Boost Your Immune System with These Foods and Nutrients

by Mireille Najjar

The much-dreaded cold and flu season is upon us. To keep your immune system running strong, include these 6 immunity boosters in your diet. Plus make sure to wash your hands, drink plenty of water, and get enough sleep too.

Our diet plays an important role in strengthening our immune system. Unfortunately, many of us don’t eat enough fresh fruits, vegetables, and othenajjarr foods we need to keep ourselves healthy year-round. Eating an orange or grapefruit won’t give you the “right” amount of vitamin C you need to help fight off your cold. A truly healthy immune system depends on a balanced mix of vitamins and minerals over time, plus normal sleep patterns, staying hydrated, and regularly exercising.

With some exceptions, it’s best to get your vitamins and minerals from your food, rather than supplements. Here are some tips for getting the top foods and nutrients your immune system needs to help you stay healthy this upcoming winter.

Chicken Soup

Like any hot liquid, soup helps you to stay hydrated and raises the temperature of the airways, both of which are important for loosening secretions. It can also help you feel less congested and helps keep you hydrated when you’re feeling under the weather. Try this creamy—and surprisingly low in fat—chicken and wild rice soup with a few added chili peppers to help loosen your nasal congestion even more.


Yogurt, which contains probiotics or the “good bacteria,” may improve digestion and boost your immune system by fighting harmful bacteria. Increased amounts of lactic acid bacteria, which ferments the lactic acid found in milk, can suppress the growth of pathogenic bacteria, which can help reduce infection. Look for brands that contain live cultures (with the “Live & Active Culture” seal), which are a good source of probiotics, as well as key nutrients like calcium.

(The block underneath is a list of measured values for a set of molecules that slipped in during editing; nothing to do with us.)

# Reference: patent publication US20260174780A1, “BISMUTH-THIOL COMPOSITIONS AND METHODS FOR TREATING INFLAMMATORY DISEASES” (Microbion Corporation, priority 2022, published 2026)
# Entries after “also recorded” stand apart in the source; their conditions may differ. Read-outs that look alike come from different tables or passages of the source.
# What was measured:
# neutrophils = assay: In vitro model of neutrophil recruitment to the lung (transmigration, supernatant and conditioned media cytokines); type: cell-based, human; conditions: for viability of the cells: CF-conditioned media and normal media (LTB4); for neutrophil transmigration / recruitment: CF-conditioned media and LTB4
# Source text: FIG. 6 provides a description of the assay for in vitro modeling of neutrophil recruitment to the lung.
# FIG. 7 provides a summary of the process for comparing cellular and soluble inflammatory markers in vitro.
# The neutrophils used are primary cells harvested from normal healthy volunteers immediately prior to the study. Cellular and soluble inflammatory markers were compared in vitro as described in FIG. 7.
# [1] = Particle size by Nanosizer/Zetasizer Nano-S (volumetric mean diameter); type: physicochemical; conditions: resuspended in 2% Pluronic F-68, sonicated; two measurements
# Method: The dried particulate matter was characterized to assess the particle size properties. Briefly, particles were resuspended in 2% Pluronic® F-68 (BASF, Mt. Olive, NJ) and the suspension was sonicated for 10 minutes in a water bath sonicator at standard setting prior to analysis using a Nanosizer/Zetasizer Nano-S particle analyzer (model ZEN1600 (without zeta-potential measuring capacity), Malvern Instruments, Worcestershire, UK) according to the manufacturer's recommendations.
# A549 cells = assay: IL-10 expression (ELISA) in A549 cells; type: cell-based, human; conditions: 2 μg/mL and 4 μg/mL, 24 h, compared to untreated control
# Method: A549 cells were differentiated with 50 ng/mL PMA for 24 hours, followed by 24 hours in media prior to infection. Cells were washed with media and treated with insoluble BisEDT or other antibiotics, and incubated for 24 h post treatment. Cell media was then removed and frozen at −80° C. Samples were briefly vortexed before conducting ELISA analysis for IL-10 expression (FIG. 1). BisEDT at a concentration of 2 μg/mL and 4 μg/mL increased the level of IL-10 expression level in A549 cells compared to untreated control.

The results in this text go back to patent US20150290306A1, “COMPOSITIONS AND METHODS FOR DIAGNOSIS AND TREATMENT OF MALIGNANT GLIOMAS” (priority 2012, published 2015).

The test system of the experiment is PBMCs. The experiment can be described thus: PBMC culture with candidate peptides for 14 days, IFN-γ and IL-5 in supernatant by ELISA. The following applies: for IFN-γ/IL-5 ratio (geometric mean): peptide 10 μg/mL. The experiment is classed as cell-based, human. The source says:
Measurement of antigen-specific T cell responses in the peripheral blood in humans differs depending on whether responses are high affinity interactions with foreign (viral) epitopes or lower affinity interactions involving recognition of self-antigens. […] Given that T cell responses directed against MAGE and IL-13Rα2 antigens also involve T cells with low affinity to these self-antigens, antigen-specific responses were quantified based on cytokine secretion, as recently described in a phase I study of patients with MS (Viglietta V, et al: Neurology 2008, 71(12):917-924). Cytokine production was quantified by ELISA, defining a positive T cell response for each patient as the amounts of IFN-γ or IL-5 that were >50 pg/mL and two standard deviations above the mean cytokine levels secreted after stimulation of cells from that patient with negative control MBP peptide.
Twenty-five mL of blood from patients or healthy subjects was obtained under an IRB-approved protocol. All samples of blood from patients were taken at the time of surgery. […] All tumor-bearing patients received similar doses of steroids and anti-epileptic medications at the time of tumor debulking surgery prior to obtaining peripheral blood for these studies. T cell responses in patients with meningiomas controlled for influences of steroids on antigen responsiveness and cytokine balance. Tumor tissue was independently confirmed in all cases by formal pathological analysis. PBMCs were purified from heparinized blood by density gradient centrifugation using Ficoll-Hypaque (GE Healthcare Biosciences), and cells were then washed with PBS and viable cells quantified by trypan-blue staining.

Green Tea

Green and black tea provide antioxidants (polyphenols and flavonoids) that have been associated with immune-boosting effects. One laboratory study showed that catechins, a particular type of polyphenols in tea, may kill influenza viruses. One of the polyphenols found in green tea, EGCG, has a powerful ability to increase the number of regulatory T-cells that play a key role in improving immune function, according to a 2011 study in the journal Immunology Letters. To maximize benefits and minimize bitterness, drink 2 to 3 cups daily, using just-below-boiling water while steeping the tea for a minute or two. Add a little lemon and honey to help offset the bitterness.

Vitamin D

Researchers at the University of Copenhagen found that Vitamin D triggers the body’s T cells, which help destroy invading bacteria and viruses. Vitamin D deficiency is also linked to increased autoimmunity and susceptibility to infection. If you have low vitamin D, most experts recommend a vitamin D supplement. Fatty fish, such as salmon, shrimp, and eggs contain vitamin D. Fortified juice, cereal, milk, and yogurt are also good sources of vitamin D.

Vitamin C

You probably know about vitamin C’s connection to the immune system, but did you know you that this antioxidant can get it from much more than just citrus fruits? Leafy green vegetables such as spinach and kale, bell peppers, Brussels sprouts, strawberries, and papaya are also excellent sources. In fact, vitamin C is in so many foods that most people may not need to take supplements unless a doctor advises it.

Soluble Fiber

A 2010 study found that mice that ate low-fat diets with soluble fiber for six weeks recovered more quickly from bacterial infections than mice that ate a low-fat diet higher in insoluble fiber. β-glucans, a type of soluble fiber, have been shown to have an immune-strengthening effect. Soluble fiber is found in oats, apples, pears, beans, citrus fruits, carrots, and barley. If you feel like preparing a dish, try this tasty, fiber-rich wild mushroom and barley risotto recipe to help boost your immunity.

Mireille Najjar is a second-year NUTCOM student who enjoys green tea and peppermint hot chocolate on these cold, wintery days.

The Friedman Sprout is a monthly student run newspaper that aims to serve the student population at the Friedman School of Nutrition Science and Policy, prospective students, and alumni. Our mission is to report on newsworthy information that affects the Friedman community including nutrition research, food policy, internship and volunteer opportunities, as well as school events. Our editorial slant is that of sustainability in food and nutrition.

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